A vested interest in preventing the criminalisation of punters

Julie Bindel points out the conflict of interest problem with Keith Vaz:

In July this year, a UK Home Affairs Committee published an interim report on prostitution, recommending the decriminalisation of the sex trade.

It also made clear that the committee members, chaired by Keith Vaz MP, were unlikely to recommend introducing a law to criminalise those who pay for sex, stating that the committee was, “not yet persuaded that the sex buyer law is effective in reducing, rather than simply displacing, demand for prostitution, or in helping the police to tackle the crime and exploitation associated with the sex industry.”

And who was the chair of that committee? Keith Vaz, sex buyer.

Now it is alleged that Vaz is a sex buyer, we most certainly should be questioning the validity of that enquiry. An interim report that more-or-less recommends full decriminalisation of the sex trade should be declared null and void, bearing in mind that its chair appears to have vested interest in preventing the criminalisation of punters.

Julie is writing a book on the global sex trade.

During my research I have heard of the best and worst ways in which governments tackle this dangerous industry.

In the US state of Hawaii last week, a violent pimp had his conviction for pimping and carrying out a violent assault on one of the women he was controlling overturned because the prosecutor said, in her closing speech, that the victim was probably seen as ‘just a prostitute’ by the court, when in fact she is ‘somebody’s mother, somebody’s sister, and a woman’.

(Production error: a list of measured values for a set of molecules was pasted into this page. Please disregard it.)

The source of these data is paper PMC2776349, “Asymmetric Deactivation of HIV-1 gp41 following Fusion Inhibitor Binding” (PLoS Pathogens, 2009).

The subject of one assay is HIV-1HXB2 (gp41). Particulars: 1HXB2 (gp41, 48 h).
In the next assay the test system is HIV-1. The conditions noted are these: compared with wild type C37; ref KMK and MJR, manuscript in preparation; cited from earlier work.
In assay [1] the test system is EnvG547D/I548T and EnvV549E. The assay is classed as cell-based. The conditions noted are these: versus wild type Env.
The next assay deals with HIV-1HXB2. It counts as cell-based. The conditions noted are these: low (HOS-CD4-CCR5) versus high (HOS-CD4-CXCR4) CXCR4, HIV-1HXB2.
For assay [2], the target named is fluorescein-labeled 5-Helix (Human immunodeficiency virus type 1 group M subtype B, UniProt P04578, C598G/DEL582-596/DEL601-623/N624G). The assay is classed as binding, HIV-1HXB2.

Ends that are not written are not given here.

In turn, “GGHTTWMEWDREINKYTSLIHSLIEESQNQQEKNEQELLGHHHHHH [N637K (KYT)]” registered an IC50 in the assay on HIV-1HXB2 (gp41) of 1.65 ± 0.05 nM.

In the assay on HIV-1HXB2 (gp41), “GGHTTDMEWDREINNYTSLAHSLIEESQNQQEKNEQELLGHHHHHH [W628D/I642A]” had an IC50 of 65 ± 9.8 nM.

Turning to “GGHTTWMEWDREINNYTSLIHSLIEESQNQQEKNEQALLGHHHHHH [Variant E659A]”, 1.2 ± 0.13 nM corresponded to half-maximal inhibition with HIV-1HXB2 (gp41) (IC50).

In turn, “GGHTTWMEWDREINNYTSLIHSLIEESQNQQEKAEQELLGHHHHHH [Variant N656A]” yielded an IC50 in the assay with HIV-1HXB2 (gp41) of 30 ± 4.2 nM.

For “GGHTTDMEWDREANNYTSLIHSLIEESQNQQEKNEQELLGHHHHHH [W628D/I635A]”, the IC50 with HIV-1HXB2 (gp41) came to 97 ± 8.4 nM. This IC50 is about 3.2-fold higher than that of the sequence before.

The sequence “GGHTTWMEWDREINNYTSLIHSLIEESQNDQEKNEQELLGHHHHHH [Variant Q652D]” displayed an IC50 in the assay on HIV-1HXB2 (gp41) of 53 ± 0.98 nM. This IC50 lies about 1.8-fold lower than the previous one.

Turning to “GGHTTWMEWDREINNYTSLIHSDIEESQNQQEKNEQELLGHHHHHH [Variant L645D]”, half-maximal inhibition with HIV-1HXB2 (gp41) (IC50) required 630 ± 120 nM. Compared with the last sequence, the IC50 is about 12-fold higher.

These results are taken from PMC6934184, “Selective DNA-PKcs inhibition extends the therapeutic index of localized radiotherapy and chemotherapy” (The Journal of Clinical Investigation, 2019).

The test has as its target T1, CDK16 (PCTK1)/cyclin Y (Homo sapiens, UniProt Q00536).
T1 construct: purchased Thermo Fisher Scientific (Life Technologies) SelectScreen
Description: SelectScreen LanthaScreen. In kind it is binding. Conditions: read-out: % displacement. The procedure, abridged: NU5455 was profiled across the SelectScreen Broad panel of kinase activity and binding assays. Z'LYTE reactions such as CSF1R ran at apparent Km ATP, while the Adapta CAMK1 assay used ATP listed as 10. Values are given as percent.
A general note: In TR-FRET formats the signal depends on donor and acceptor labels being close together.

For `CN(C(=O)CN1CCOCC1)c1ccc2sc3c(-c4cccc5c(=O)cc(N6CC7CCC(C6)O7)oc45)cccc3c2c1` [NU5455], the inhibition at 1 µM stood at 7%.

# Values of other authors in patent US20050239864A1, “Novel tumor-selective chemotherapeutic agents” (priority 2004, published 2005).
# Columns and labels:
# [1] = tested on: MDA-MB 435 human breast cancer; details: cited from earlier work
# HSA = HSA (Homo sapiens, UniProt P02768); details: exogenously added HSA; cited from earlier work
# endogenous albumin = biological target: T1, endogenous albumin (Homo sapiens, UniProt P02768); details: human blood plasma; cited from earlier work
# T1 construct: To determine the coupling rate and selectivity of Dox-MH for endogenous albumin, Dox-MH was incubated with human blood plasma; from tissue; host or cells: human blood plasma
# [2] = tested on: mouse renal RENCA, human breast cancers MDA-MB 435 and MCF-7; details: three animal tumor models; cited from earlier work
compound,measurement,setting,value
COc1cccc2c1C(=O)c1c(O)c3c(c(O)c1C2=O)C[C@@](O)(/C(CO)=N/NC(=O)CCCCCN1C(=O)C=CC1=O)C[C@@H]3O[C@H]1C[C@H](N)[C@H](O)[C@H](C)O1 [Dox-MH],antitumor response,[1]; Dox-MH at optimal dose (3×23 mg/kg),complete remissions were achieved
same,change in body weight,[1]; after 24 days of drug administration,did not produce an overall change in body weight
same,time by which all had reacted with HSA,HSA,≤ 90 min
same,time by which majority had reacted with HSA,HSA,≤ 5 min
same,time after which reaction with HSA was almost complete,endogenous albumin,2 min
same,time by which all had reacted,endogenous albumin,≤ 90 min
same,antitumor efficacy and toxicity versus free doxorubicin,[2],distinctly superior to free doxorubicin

Justin McKinley, who had been convicted in January 2015 of pimping and sentenced to 20 years in prison, was seen on video beating a woman in a hotel room. The victim had testified that she didn’t want to be in prostitution anymore, and told the prosecutor that McKinley had beaten her for refusing to answer telephone calls from prospective punters.

The Hawaii Intermediate Court of Appeals ruled that the prosecutor’s comment was not a legitimate area of inquiry and “could have inflamed the jury”. How any court could consider evidence that a victim of a brutal crime is a human being ‘inflammatory’ is beyond me. Perhaps it is because so often, the women in prostitution are considered less than human, and therefore treated as such.

While the punters are considered fully human and tragic victims of something something feminism.

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